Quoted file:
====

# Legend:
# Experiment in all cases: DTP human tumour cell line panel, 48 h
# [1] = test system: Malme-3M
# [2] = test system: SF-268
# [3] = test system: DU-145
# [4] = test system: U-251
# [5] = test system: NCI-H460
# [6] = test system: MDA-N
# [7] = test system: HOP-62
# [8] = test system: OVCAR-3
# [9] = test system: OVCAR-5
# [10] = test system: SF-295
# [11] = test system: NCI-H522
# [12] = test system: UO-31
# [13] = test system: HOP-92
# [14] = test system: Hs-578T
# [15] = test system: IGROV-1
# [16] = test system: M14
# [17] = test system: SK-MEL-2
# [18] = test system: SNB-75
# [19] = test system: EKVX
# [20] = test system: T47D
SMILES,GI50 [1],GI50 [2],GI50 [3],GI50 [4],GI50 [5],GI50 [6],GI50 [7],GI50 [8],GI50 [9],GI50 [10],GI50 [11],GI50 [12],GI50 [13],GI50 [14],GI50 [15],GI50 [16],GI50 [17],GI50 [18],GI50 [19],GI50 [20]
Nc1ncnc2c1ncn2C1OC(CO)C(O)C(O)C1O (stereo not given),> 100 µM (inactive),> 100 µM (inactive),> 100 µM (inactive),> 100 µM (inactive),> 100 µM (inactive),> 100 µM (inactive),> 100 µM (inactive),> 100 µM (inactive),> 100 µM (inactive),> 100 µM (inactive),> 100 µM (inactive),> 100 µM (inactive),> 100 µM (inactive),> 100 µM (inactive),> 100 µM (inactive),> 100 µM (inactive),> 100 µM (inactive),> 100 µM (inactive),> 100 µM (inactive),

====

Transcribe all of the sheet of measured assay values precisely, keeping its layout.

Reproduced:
# Legend:
# Experiment in all cases: DTP human tumour cell line panel, 48 h
# [1] = test system: Malme-3M
# [2] = test system: SF-268
# [3] = test system: DU-145
# [4] = test system: U-251
# [5] = test system: NCI-H460
# [6] = test system: MDA-N
# [7] = test system: HOP-62
# [8] = test system: OVCAR-3
# [9] = test system: OVCAR-5
# [10] = test system: SF-295
# [11] = test system: NCI-H522
# [12] = test system: UO-31
# [13] = test system: HOP-92
# [14] = test system: Hs-578T
# [15] = test system: IGROV-1
# [16] = test system: M14
# [17] = test system: SK-MEL-2
# [18] = test system: SNB-75
# [19] = test system: EKVX
# [20] = test system: T47D
SMILES,GI50 [1],GI50 [2],GI50 [3],GI50 [4],GI50 [5],GI50 [6],GI50 [7],GI50 [8],GI50 [9],GI50 [10],GI50 [11],GI50 [12],GI50 [13],GI50 [14],GI50 [15],GI50 [16],GI50 [17],GI50 [18],GI50 [19],GI50 [20]
Nc1ncnc2c1ncn2C1OC(CO)C(O)C(O)C1O (stereo not given),> 100 µM (inactive),> 100 µM (inactive),> 100 µM (inactive),> 100 µM (inactive),> 100 µM (inactive),> 100 µM (inactive),> 100 µM (inactive),> 100 µM (inactive),> 100 µM (inactive),> 100 µM (inactive),> 100 µM (inactive),> 100 µM (inactive),> 100 µM (inactive),> 100 µM (inactive),> 100 µM (inactive),> 100 µM (inactive),> 100 µM (inactive),> 100 µM (inactive),> 100 µM (inactive),